pSI (specificity index statistic), an R package, was employed to study the expression of genes harboring PZMs and germinal mutations across different brain regions and neurodevelopmental periods40,41. Lists of specifically expressed human genes (human.rda) obtained from BrainSpan data (gene-sets for 6 brain regions and gene-sets for 10 developmental periods) were employed. The Fisher iteration test included in the pSI package was used to analyze if the listed genes harboring PZMs and germinal mutations were significantly overrepresented. Brain areas significantly enriched with PZMs or germinal genes in specific developmental periods (p adjusted value < 0.05) were represented as a matrix. Biorender ( was used to draw the brain images (Fig. 6).

Ethics approval and consent to participate

The corresponding Research Ethics Committee of Galicia approved our study: (Comité Ético de Investigación Galicia (the only IEC authorized in this autonomous region); Number: 2012/098; Approval: 28-June-2012; Title: Contribución a la búsqueda de las causas genéticas de los trastornos del espectro autista. All participants, parents or legal representatives provided written informed consent at enrollment and the study was conducted according to the declaration of Helsinki. The ASC data employed in this study were already published ( The corresponding ethics committee has approved these genetic data.


Transmission and de novo association test (TADA-denovo)

Transmission and De novo Association test (TADA) assesses if a gene is affecting ASD risk based on several parameters: the gene mutation rate, the recurrence of DNMs in the gene and the severity of the mutations22. Thus, TADA-Denovo analysis was independently run in both datasets (germinal and PZMs genes). The main aim of TADA-Denovo is to identify those genes that could be differentially involved in ASD etiology depending on the type of DNMs harbored by them (germinal or PZMs). We focused the analysis on damaging mutations (LoF and likely pathogenic missense variants) to increase the likelihood of finding “strong” candidate genes. First, the set of genes from the Spanish cohort (360 trios) (germinal genes = 181; PZMs genes = 105) was analyzed. The analysis of the germinal gene list identified 12 genes with an FDR < 0.3 (Table 1 and Additional file 2; Table S16) including 3 genes (SCN2A, ARID1B and CHD8) with an FDR < 0.1. The analysis of the PZMs gene list identified 13 genes with an FDR < 0.3 (Table 1 and Additional file 2; Table S17) of which 4 genes (KMT2C, FRG1, GRIN2B and MAP2K3) had an FDR < 0.1.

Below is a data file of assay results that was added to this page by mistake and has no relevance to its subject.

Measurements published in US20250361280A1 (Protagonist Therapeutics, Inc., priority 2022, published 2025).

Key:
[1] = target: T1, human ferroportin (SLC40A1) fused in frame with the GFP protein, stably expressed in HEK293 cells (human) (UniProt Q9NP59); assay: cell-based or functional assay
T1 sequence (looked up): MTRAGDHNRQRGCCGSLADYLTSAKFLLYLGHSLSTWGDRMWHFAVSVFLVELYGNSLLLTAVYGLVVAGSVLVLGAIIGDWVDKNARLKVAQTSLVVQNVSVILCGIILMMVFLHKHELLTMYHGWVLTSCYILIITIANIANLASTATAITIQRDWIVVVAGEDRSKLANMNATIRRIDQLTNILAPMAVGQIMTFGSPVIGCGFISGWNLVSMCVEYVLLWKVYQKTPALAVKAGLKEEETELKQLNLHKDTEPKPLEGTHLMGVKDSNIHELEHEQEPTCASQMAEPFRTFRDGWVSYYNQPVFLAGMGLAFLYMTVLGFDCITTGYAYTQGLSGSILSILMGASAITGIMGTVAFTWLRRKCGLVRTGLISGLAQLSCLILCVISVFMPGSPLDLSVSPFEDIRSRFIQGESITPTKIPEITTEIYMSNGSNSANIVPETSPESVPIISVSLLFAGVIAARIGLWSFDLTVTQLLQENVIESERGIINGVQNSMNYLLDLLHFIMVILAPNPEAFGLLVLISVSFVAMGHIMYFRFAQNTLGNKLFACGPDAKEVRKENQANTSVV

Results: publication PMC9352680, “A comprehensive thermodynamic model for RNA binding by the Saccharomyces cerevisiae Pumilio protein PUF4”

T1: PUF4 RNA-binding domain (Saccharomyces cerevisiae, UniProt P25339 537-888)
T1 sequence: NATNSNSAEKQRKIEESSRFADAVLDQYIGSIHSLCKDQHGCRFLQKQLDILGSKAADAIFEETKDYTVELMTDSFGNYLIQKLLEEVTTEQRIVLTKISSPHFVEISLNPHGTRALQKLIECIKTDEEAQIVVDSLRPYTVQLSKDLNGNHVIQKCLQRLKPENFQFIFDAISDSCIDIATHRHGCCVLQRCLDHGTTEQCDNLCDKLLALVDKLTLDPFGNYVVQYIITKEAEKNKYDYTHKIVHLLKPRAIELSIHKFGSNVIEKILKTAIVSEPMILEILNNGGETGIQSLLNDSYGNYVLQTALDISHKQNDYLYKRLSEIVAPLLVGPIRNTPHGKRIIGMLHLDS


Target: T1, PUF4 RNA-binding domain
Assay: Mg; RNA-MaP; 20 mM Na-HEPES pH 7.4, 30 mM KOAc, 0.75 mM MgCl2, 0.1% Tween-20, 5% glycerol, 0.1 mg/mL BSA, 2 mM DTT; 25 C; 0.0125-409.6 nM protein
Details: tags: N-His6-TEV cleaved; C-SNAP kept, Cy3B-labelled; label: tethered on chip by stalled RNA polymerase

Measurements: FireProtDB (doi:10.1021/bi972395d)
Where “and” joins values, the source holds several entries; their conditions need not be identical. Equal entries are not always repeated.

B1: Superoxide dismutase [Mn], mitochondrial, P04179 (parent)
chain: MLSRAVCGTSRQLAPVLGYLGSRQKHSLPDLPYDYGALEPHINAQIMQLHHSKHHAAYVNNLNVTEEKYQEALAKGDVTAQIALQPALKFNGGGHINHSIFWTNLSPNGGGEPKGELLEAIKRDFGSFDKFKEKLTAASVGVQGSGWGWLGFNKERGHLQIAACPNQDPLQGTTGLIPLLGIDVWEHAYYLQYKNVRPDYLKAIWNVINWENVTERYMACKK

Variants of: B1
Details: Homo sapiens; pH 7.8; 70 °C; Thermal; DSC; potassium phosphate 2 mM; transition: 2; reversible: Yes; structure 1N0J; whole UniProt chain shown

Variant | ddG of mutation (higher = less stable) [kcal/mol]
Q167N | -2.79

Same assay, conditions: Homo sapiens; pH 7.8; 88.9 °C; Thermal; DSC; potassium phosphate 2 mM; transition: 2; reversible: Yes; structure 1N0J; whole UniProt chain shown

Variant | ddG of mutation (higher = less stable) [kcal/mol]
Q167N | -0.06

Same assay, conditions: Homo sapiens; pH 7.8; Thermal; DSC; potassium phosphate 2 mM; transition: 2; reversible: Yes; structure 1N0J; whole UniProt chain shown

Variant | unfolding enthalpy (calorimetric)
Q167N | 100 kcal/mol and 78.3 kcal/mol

Table 1 ASD risk genes carrying germinal DNMs and PZMs in the Spanish cohort.

In the combined cohort (genes from the Spanish cohort plus genes from the Lim et al. publication18 (germinal genes = 1210; PZMs genes = 362) TADA identified 34 genes with an FDR < 0.1 (Table 2 and Fig. 1a) and 103 genes with an FDR < 0.3 (Additional file 2; Table S18). Three of the genes (SCN2A, ARID1B, CHD8) with germinal DNMs were prioritized (FDR < 0.1) both in the combined cohort and in the Spanish cohort when TADA was employed. Analysis of PZMs genes in the combined cohort identified three genes (FRG1, KMT2C and NFIA) with an FDR < 0.1, and 14 genes with an FDR < 0.3 (Table 2 and Fig. 1b; Additional file 2; Table S19). Only two genes, KMT2C and FRG1, have remained significant after FDR correction (< 0.1) in both the Spanish and the combined cohort.

Table 2 ASD risk genes carrying germinal DNMs and PZMs in the combined cohort.
Figure 1
figure 1

Manhattan plots depicting the ASD risk genes prioritized by TADA-Denovo (chromosome and log10 p value for each gene are represented in axis x and y). (a) p values were obtained from analysis of germinal mutations in the combined cohort using TADA-Denovo. Red line represents the p value < 1 × 10–8 and blue line p value < 1 × 10−5. (b) p values were obtained from analysis of PZMs in the combined cohort using TADA-Denovo. Blue line represents p value < 1 × 10−5.

A total of 17 genes (50%) from the set of germinal genes in the combined cohort (34 genes, FDR < 0.1) were identified as “high confidence” or “strong” ASD candidates following SFARI Gene scoring criteria (scores 1, 2, 1 s and 2 s). In addition, 11 of these genes (64, 70%) have shown an FDR < 0.1 in previous TADA analysis6. Moreover, 10 of the remaining genes identified by TADA (FDR < 0.1) are included in SFARI gene lists (scores 3, 4 and 5) and 5 of the genes identified by TADA were reported in relation with another disease (not ASD) by OMIM database (Additional file 4; Table S20).